History has shown that the values of a founding political culture can usually be transmitted with vigour down three to four generations. Beyond that, complacency and entitlement usually overwhelm the messianic urgency and self-discipline found in pioneer values. One can only hope that future PAP leaders, after our current leadership has long passed from the scene, can learn from history.
They will have a few advantages, not least being that as a young nation, with a new political culture of anti-corruption, meritocracy and multiculturalism, they will not have to battle the centuries of deep divisions which afflicted, say, Indian civilisation.
But as Sri Lanka's civil war has shown, a relatively short period of self-serving political opportunism and populism can spiral out of control rapidly. And who is to say, from what we have already seen with the descent into opportunism in even mature, developed European and American societies, that our future leaders will be so self- disciplined as to eschew even a shred of self-interest, especially if their popularity starts to wane?
As for nepotism, there are no current signs of this happening with a Lee dynasty clinging to power or promoting only its relatives. Anti-corruption has now become not just government policy but a fundamental value of our people. And the Government has shown signs that even sacred-cow policies can be re-examined if they are no longer relevant.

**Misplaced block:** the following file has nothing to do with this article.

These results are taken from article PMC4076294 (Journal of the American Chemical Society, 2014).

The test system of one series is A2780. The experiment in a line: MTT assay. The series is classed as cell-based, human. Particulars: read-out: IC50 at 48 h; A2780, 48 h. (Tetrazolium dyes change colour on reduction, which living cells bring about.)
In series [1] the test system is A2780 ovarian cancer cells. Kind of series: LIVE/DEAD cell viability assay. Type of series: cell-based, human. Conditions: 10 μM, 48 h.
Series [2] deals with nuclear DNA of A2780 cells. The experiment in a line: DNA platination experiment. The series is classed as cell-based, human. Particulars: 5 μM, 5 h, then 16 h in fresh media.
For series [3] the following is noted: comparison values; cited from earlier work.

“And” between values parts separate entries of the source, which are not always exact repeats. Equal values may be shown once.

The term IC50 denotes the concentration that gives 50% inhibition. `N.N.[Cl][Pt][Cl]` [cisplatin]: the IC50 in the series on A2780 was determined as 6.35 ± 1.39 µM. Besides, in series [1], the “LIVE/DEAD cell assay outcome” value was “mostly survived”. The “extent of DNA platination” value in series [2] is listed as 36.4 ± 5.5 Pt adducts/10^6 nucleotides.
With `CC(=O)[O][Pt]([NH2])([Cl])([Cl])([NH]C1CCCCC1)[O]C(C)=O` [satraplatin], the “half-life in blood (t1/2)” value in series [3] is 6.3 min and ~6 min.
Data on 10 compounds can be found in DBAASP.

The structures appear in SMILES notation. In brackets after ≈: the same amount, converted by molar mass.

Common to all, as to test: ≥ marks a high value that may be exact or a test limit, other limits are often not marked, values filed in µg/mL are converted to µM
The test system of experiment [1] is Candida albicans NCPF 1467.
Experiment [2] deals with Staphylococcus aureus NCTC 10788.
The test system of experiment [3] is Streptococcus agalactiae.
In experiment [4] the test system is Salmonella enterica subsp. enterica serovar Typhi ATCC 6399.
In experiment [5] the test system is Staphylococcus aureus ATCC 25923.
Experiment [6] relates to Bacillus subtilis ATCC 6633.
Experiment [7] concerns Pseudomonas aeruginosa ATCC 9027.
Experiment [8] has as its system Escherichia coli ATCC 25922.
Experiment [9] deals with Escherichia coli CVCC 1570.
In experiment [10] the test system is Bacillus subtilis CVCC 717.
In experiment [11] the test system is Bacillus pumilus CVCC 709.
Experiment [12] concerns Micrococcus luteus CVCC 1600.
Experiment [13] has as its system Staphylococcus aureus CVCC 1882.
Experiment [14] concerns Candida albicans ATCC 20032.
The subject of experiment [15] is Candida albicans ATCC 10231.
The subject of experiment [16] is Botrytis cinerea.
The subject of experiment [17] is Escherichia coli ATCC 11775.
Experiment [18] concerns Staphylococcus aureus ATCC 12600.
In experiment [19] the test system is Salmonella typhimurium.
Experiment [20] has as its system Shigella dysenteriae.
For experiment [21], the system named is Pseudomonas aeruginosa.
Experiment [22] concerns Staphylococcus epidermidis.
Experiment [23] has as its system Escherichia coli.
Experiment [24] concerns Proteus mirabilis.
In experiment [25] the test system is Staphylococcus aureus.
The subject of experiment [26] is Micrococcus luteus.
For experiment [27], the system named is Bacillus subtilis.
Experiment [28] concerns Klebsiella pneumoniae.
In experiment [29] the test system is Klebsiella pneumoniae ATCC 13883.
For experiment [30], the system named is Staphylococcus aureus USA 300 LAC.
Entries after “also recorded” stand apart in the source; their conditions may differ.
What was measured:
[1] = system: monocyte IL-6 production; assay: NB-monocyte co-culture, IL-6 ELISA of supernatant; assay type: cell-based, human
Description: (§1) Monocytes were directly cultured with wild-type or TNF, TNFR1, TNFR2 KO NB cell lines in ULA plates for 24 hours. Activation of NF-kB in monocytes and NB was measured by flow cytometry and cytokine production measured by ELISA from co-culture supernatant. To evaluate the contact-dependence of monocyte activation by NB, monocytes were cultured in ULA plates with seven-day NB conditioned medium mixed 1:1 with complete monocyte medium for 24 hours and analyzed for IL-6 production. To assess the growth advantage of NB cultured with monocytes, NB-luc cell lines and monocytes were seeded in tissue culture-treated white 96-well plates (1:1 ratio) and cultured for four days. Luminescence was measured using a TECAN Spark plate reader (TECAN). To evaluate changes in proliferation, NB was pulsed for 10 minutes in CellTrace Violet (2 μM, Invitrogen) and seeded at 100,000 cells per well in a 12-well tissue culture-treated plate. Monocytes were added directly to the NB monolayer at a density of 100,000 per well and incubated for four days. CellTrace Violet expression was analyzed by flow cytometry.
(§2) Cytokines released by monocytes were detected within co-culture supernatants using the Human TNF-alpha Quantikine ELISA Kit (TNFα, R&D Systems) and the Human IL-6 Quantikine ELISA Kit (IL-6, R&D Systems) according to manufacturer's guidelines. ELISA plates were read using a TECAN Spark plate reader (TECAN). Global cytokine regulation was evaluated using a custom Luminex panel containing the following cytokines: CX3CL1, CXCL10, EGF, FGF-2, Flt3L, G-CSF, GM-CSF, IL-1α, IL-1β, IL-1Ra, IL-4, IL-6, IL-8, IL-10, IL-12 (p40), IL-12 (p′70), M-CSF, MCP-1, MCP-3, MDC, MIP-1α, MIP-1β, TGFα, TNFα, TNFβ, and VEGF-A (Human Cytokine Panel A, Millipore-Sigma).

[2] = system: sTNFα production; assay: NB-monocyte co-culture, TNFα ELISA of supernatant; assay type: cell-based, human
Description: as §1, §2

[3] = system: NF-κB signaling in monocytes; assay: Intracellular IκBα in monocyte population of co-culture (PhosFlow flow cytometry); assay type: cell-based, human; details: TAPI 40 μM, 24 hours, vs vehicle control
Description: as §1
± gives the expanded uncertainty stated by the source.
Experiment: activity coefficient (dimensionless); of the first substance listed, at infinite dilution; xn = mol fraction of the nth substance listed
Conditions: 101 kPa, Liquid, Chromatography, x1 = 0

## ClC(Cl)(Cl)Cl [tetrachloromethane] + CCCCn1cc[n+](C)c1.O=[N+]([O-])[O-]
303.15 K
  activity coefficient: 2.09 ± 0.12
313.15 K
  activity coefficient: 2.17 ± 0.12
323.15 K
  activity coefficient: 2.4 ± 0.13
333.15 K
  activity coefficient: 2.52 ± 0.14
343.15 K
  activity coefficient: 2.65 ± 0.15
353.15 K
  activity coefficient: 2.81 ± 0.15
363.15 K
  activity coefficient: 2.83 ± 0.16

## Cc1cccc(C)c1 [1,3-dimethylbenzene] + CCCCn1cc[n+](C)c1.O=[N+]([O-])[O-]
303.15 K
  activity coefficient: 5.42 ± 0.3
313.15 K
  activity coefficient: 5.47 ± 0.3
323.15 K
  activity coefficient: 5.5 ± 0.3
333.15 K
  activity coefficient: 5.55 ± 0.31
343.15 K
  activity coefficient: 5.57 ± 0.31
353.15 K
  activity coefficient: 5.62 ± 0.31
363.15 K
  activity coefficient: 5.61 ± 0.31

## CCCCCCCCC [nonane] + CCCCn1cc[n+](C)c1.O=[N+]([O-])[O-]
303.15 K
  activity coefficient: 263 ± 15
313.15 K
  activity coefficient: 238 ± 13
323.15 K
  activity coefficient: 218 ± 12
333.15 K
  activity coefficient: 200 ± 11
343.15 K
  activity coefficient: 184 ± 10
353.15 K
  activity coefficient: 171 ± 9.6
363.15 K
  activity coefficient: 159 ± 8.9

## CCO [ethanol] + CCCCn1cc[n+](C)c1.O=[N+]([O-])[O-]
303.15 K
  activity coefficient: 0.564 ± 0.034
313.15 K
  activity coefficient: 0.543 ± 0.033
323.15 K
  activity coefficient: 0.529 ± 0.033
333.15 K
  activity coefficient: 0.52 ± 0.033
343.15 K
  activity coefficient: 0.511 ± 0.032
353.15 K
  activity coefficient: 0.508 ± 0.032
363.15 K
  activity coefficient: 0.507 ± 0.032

And so I remain, using that cliched phrase, cautiously optimistic.
The third and possibly most intriguing question is whether the scenario leading towards pendulum democracy in Singapore is the most desirable and likely long-term outcome. And if not, what are the alternatives?
Here we have a conundrum. History has generally shown, despite recent events in the West, that a pendulum democracy offers a more sustainable, dynamic equilibrium than a single-party dominant system which has no competition and falls into complacent entitlement.
On the other hand, to move from the generally well-governed stability of our current single-party dominant system to a pendulum democracy implies that a massive loss of legitimacy by the ruling party has to first occur. That is not necessarily desirable, and of course not even likely, given the current robustness of the PAP and the weakness of the opposition parties.
The danger of a single-party dominant system is political ossification over time, as the sense of entitlement encourages the nepotism, complacency and corruption which inevitably leads to the demise - and eventual re-emergence, of course - of even the most idealistic founding parties.
Therefore, one viable alternative is to institutionalise internal policy competition and deepen internal democracy within the PAP, beyond just secret elections to a central committee or politburo.
By itself, however, internal party competition cannot assure that a political elite will remain relevant to the needs of a changing population... Civil society must be further empowered as a partner to strengthen the social contract, and also as a check against inept or corrupt governance.